My wife has been listing things on eBay lately (because we're trying to clean out the house a bit), and she's received three messages from one guy, whom she has deliberately ignored. The messages are unedited, uncapitalized, abbreviation-heavy, and terse -- like a dashed-off text message.
She says she's ignoring them because one of the things you have to look out for on sites like eBay are scammers or rip-off artists, and one thing most of those guys have in common is terribly edited writing.
"This guy might be legitimate, and may really be interested, but I'm not going to talk to him, just in case," she told me.
It occurred to me, when she said this, that I tend to treat unedited messages as though they're from spammers or con artists, too, and after a few seconds of thought, I realized why: those Nigerian 419 email scams. (You know the ones.) They're always filled with goofs and howlers. When I see an email or unsolicited Facebook message written in anything like that style, I tend to ignore or delete it (unless I recognize it's from a student).
It's a safe bet that lots of literate, educated people have instinctively adopted this Ignore-the-Error-Filled-Message defense. It's sensible and efficient. Of course, it's also likely to hit some false positives along the way. In all likelihood, a few legitimate messages are being lost in the process.
Is this phenomenon a kind of discrimination, like racial profiling, but targeting uneducated people instead of, say, Arabs? Maybe.
Is it reasonable to assume spammers and scammers are going to have lots of errors, and that well-edited messages are more likely to be legitimate?
Yes, I'd say that's reasonable.
If that seems to be a stretch -- and I realize it may -- here's why that assumption makes some sense: Conning people and spamming people are numbers games. The more people you hit, the more likely it is you find a sucker. Most of the suckers are not going to be terribly sharp. So if you're a con artist or spam lord, there's really not a very good reason to worry about grammar. The people who will spot the errors weren't likely to fall for the scam anyway. The people who are likely to fall for the scam aren't likely to care about or notice errors.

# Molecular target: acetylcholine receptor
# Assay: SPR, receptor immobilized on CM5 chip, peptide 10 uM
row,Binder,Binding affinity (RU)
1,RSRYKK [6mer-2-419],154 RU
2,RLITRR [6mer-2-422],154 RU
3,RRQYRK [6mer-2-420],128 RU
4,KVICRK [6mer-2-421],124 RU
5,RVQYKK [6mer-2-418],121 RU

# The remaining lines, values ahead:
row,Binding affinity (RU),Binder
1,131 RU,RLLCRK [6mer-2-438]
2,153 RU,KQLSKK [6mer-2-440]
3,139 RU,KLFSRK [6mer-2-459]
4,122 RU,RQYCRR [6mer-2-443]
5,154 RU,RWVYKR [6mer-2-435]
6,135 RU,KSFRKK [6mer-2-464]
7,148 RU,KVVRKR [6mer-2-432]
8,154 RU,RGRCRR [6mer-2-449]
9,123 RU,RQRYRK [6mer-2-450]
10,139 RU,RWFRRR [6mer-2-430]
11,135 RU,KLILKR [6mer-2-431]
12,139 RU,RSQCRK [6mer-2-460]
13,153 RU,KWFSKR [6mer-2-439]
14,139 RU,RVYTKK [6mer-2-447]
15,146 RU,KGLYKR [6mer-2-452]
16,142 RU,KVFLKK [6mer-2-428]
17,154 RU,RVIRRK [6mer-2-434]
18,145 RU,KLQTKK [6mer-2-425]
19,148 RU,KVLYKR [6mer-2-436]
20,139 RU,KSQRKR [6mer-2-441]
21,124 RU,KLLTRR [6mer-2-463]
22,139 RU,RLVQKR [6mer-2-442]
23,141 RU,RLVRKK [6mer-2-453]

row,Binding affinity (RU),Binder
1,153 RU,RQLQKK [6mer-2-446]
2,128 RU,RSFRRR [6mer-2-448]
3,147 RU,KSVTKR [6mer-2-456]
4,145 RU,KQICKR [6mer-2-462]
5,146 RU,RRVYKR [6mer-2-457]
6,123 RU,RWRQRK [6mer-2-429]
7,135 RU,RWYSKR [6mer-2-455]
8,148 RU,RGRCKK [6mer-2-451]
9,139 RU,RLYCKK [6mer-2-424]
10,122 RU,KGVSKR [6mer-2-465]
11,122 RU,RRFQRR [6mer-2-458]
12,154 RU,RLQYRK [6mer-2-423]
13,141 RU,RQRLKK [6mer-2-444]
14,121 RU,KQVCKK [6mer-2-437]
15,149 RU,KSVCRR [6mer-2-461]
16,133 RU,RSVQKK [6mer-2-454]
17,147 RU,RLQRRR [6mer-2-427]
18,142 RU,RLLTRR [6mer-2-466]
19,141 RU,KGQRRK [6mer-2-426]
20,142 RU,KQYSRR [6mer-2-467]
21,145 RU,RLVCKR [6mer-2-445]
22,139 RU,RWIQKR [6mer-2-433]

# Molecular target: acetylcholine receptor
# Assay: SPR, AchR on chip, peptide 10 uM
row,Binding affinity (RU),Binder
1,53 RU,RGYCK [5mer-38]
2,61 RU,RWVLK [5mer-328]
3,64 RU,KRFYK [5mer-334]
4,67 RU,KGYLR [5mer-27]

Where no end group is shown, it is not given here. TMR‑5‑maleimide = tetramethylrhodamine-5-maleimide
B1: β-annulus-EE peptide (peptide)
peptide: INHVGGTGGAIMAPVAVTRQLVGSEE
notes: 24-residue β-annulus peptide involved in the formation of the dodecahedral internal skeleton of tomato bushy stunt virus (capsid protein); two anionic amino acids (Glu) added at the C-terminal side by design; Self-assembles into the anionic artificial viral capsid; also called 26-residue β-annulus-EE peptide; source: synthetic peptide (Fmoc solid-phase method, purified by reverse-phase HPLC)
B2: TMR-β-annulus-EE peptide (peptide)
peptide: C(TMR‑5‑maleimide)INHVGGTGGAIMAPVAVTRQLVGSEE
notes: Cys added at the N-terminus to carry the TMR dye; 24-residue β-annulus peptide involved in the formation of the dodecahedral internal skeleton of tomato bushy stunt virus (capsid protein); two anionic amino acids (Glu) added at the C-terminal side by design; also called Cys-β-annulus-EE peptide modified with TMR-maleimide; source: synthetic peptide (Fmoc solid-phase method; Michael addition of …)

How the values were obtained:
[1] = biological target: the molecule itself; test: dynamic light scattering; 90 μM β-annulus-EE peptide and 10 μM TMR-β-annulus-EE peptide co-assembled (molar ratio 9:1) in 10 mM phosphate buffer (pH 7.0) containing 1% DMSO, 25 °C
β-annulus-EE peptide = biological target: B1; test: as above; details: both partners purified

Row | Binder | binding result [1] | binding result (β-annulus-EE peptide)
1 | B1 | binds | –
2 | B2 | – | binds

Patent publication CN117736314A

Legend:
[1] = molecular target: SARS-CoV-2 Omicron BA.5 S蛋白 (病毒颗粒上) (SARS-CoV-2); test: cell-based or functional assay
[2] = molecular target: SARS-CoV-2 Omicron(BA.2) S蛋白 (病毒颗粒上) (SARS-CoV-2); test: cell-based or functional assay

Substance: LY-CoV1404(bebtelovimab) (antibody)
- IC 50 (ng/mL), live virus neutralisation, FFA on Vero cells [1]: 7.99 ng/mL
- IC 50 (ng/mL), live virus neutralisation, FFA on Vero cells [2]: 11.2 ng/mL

For this reason, most people who spend their days sending lots of messages into the Internet's ether, hoping to hook a mark or two, don't bother to edit their stuff. There's simply no compelling reason to bother.
Meanwhile, if you're going to email a complete stranger to ask a legitimate favor or to ask for money for a real thing, you're sending a message to just one person. You probably know the receiver is going to wonder, "Who the heck is this person, and is this some kind of spam?" Most reasonably intelligent senders will slow down to edit, so they'll be taken more seriously and make a good impression.
So, for reasons entirely unrelated to education, legitimate messages will tend to look more carefully edited than dishonest ones.
However, this does mean trouble for some writers out there: If you're writing honest messages but not slowing down to edit, you look exactly like a Nigerian spam lord, and smart people are inoculating themselves against that sort of thing.